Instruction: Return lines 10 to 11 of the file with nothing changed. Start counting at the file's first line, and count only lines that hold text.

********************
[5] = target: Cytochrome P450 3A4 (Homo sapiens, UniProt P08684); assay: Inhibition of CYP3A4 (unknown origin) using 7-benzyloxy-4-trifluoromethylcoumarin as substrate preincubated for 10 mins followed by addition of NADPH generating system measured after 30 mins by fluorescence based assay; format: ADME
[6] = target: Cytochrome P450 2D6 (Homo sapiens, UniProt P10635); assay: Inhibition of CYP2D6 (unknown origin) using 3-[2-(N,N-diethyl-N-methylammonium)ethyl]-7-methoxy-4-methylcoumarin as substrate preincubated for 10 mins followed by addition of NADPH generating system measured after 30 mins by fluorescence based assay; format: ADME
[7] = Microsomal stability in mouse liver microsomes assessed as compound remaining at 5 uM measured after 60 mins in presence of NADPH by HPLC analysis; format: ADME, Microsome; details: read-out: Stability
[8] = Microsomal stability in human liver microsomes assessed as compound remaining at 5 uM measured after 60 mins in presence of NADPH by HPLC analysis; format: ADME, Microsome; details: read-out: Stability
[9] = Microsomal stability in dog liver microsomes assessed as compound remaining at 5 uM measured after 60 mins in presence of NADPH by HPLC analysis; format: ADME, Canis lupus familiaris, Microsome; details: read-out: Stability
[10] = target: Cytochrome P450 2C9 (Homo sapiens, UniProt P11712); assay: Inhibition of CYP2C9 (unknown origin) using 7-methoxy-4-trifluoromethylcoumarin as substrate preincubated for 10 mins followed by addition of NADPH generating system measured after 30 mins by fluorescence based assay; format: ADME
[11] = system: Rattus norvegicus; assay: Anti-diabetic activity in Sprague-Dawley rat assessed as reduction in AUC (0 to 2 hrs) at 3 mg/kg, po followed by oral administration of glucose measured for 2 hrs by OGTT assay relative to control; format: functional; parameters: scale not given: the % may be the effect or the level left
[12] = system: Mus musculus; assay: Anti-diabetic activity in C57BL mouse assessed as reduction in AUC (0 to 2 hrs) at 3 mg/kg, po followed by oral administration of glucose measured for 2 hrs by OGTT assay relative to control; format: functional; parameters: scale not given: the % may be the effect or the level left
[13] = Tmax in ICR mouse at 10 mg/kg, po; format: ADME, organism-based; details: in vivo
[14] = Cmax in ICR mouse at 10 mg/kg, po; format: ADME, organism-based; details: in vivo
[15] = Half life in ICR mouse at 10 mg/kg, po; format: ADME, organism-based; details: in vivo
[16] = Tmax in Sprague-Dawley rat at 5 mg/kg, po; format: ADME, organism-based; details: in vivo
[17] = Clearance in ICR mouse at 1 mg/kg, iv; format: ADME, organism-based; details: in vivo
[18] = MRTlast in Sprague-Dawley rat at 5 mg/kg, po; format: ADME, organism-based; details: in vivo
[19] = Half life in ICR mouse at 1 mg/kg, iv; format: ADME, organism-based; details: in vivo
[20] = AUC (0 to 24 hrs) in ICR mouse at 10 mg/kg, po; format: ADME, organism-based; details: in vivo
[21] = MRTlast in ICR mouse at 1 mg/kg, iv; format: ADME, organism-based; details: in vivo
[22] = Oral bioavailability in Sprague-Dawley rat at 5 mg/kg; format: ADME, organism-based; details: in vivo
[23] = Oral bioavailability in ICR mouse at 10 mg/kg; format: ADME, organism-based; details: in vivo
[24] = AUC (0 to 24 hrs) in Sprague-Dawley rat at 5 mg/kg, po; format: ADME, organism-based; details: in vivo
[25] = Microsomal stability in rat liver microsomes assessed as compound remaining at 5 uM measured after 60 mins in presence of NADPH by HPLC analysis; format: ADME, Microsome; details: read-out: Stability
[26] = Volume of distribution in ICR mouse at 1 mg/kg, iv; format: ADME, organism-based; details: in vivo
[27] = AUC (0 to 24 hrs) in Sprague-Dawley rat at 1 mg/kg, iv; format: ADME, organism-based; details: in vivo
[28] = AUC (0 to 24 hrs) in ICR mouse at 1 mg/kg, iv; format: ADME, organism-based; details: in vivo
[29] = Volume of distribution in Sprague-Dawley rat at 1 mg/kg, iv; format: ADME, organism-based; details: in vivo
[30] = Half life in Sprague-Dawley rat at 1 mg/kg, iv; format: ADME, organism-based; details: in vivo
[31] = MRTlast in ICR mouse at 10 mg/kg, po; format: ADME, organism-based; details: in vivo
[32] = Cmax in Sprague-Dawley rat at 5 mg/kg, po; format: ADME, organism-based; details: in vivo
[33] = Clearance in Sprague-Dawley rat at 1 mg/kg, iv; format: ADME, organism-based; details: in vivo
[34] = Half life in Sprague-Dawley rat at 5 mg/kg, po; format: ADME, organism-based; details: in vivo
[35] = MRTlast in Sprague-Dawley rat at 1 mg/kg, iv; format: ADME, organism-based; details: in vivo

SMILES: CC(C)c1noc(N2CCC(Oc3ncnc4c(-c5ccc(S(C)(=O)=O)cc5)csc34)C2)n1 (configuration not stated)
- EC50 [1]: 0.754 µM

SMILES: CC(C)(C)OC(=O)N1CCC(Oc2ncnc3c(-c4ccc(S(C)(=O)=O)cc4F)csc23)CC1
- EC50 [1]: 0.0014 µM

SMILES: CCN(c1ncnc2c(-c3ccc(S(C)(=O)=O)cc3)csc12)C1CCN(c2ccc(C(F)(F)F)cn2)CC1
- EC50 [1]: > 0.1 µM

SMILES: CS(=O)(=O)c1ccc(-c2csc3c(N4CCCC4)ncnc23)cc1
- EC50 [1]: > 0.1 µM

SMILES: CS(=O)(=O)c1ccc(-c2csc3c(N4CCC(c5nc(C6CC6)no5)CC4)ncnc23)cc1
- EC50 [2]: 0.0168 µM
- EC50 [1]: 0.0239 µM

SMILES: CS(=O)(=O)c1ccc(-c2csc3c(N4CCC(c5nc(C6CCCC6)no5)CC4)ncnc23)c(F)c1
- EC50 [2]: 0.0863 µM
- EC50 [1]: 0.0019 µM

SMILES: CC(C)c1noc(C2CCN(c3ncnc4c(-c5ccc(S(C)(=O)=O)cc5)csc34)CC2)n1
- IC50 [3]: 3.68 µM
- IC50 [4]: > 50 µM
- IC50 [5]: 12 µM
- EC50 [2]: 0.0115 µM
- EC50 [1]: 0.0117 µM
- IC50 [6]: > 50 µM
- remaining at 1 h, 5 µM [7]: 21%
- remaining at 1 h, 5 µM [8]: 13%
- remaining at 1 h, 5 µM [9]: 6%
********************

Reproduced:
[14] = Cmax in ICR mouse at 10 mg/kg, po; format: ADME, organism-based; details: in vivo
[15] = Half life in ICR mouse at 10 mg/kg, po; format: ADME, organism-based; details: in vivo